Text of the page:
Jun 2018
19 Answers
Second Trimester
Mar 2017
2 Answers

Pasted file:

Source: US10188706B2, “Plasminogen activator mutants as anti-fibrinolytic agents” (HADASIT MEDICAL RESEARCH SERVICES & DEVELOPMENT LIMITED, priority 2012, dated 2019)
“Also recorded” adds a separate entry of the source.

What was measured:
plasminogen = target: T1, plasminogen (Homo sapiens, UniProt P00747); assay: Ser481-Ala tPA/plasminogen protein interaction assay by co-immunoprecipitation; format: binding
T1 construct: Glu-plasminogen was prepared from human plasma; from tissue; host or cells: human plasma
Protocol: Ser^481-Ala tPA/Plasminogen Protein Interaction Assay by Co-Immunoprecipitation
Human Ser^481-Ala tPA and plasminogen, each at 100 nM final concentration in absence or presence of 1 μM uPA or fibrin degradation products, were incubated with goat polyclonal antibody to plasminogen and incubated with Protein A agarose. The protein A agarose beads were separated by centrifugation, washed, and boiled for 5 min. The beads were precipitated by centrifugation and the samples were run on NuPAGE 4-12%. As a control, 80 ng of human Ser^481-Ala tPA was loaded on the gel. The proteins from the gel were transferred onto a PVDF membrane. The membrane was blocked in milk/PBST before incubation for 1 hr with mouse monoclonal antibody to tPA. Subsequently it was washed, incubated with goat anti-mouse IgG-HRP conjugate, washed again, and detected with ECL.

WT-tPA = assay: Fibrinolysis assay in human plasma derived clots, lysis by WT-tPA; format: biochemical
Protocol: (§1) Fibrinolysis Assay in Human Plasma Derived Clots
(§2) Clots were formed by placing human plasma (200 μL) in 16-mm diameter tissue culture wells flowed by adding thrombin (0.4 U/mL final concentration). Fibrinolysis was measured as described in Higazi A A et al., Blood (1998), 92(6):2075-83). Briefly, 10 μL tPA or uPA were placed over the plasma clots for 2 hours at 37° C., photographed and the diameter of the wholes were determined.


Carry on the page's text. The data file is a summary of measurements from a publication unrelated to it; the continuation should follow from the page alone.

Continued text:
Amniotic fluid (liquor amnii) is the clear or slightly yellowish liquid surrounding the fetus in the uterus.The amniotic sac of a pregnant woman contains the amniotic fluid which plays a vital role in the proper development of the baby. Amniotic Fluid Composition It mainly contains water, fetal wastes (mainly urine) and fetal skin cells. Amniotic Fluid Origin and Production: The fluid is produced by the mother’s placenta during the first trimester and the early part of the second trimester, until the baby’s kidneys are mature enough to take over the task. The baby swallows the fluid as they “breathe” and then excretes it again as urine, thus maintaining the constant circulation of the fluid. However, the urine making up the fluid is not pure waste material as the majority of the fetal waste is passed through the placenta to be filtered by the mother’s kidneys. What are the Functions of Amniotic Fluid? It fulfils various purposes apart from protecting the baby inside the womb by forming a cushion around it. Helps with the uniform growth of the body parts and organs of the baby.Assists with the proper bone and muscle development Allows the baby to move inside the uterus Prevents the amniotic sac wall from sticking to the baby Breathing it in and out while in the uterus ensures proper lung growth of the baby The swallowed fluid creates urine and helps with the production of meconium (earliest stools of a newborn infant) Allows the digestive system of the baby to develop properly Prevents the umbilical cord (responsible for carrying food and oxygen to the fetus) from being squeezed Maintaining a constant temperature to keep the baby healthy Amniotic Fluid Levels Normal Amniotic Fluid Levels amniotic fluid picture Its volume continues to increase until the 34th to 36th week of pregnancy when the amniotic sac contains around one quart fluid on average. The fluid volume then gradually goes down until the time of delivery. Having too much or too little amniotic fluid during pregnancy may lead to various health conditions and complications related to childbirth. The amniotic sac breaks during or before (rare cases) labor draining the fluid through the vagina. This is commonly referred to as the waters breaking. Low Amniotic Fluid Levels Amniotic fluid deficiency during pregnancy can lead to a Oligohydramnios, which increases the chances of complications like premature birth and various birth defects (like hypoplastic lungs) in the newborn as well as miscarriage and stillbirth. There are generally no symptoms of low fluid levels apart from the belly being smaller than it should at a certain gestational age. Risk factors include gestational diabetes, hypertension, high blood pressure and preeclampsia. The treatment mainly involves fetal monitoring using regular ultrasounds. High Amniotic Fluid Levels Excessive amniotic fluid level in the uterus is known as polyhydramnios which can lead to symptoms like difficulty breathing, excessive weight gain and edema. Various factors may be responsible for elevated fluid levels, such as maternal diabetes and infectious conditions as well as fetal abnormalities. The extra amniotic fluid may leak through the vagina in some rare cases. Complications associated with polyhydramnios are similar to oligohydramnios as they include preterm labor, premature rupture of membranes, stillbirth and various congenital problems (cleft palate, Down’s syndrome). Treatment or monitoring often includes weekly ultrasounds and karyotyping. Amniotic Fluid Index Chart Amniotic fluid index or AFI helps to estimate the amniotic fluid levels in the uterus for determining the fetal well-being. It is included in the biophysical profile of the fetus. The AFI (usually expressed in cm) is determined by performing ultrasound (ultrasonography) examination of the uterus. Certain procedures are used by doctors for determining the AFI with the “single deepest pocket” and the four-quadrant technique being most commonly used. The latter technique involves measuring the deepest vertical length of the fluid pockets separately in each quadrant to calculate the total fluid volume. Complications Associated With Amniotic Fluid Apart from the above two complications, amniotic fluid abnormalities can lead to the following conditions as well: Amniotic Fluid Embolism (AFE) A rare condition in which the amniotic fluid as well as some fetal materials such as hair, fetal cells and other debris enters the mother’s bloodstream through the placental bed, triggering allergic reactions. The principal symptoms are shortness of breath, sudden decrease in blood pressure, seizures, nausea, pulmonary edema and cardiovascular collapse. It can lead to life threatening complications such as severe neurological damage and even brain death. Amniotic Band Syndrome (ABS) A group of birth defects generally occurring when certain body parts of the growing fetus gets caught in thin strings or bands within the womb. It occurs when the inside membrane of the placenta ruptures while the outer one remains intact, causing the stringy pieces to float around in the fluid. Sometimes, these pieces can entangle around the growing baby, cutting off the blood circulation in certain body parts (commonly the fingers and toes). Associated birth defects include short or absent finger or toe, cleft lip, cleft palate and club foot. Surgery in the utero to disentangle the strings is the most common and effective treatment option. [6] Chorioamnionitis (Intra-Amniotic Infection) Also known as amnionitis, it is a bacterial infection of the amniotic fluid before or during labor. E. coli, anaerobic bacteria and group B streptococci are some of the most common causes of the infection. Associated complications include heavy blood loss during and after delivery, c-section delivery and bacteremia (bacteria in the blood of the mother and the baby). Meconium Aspiration Syndrome Sometimes, the baby passes their first feces (meconium) shortly before delivery which then mixes with the amniotic fluid. Meconium aspiration syndrome, occurring when the baby inhales this mixture into the lungs, can lead to various congenital conditions (chronic lung disease, hearing loss, limpness at birth) and even death of the infant. Amniotic Fluid Tests and Analysis Amniotic fluid analysis involves collecting a fluid sample from the mother’s abdomen (amniocentesis) to assess the genetic health of the developing baby. The fetal cells in the fluid help to determine the risk of any genetic defects. Amniocentesis test is also useful for gender determination. Vaginal pH tests can also help to detect various fetal abnormalities. The amniotic fluid pH level ideally ranges between 7.0 and 7.5 while the upper vaginal pH remains between 3.8 and 4.5. So, a pH test strip showing pH levels above 4.5 may indicate ruptured membranes. Other tests used for detecting fetal abnormalities and fluid leakage include fern test and nitrazine paper test. Regular fundal height measurement can also help to ensure proper fetal growth and detect any change in the fluid levels. Signs of Leaking Amniotic Fluid Amniotic fluid leakage through the vagina can indicate certain serious complications during any pregnancy stage. A constant feeling of wetness due to continuous vaginal discharge is the main sign of leaking amniotic fluid. However, sometimes it might be quite difficult to determine whether the dampness is occurring due to fluid leakage or is simply caused by excessive sweating or urine leakage (mainly during the third trimester). The following points may help to detect a fluid leakage: The smell of the vaginal discharge can help to determine if it is amniotic fluid as the fluid has a characteristic sweetish smell rather than the normal ammonia odor of urine. The amniotic fluid may be cloudy or have a light yellowish or greenish or brownish (in case of meconium syndrome) coloration which can help with the identification. Sometimes, the discharge may have a pinkish or reddish tint due to blood in the amniotic fluid, which may indicate some fetal abnormality. However, some women may have clear amniotic fluid (which does not help with the identification of the discharge). How to Increase Amniotic Fluid Levels? Certain medical procedures are used for temporarily increasing the amniotic fluid levels for managing the conditions associated with low fluid amounts. Amnioinfusion : It allows increasing the quantity of amniotic fluid by instilling a saline solution into the amniotic sac. Maternal Re-Hydration : This procedure involves rehydrating the mother’s body using oral and IV fluids. Due to this reason, pregnant women with low amniotic fluid levels are often asked by their doctors to drink lots of water. Amniotic Fluid and Stem Cells Experts have recently proved that considerable amounts of stem cells are present in the amniotic fluid. These pluripotent cells are capable of differentiating into various tissues (skin, cartilage bones, muscles), a property that may prove useful for medical applications in the future.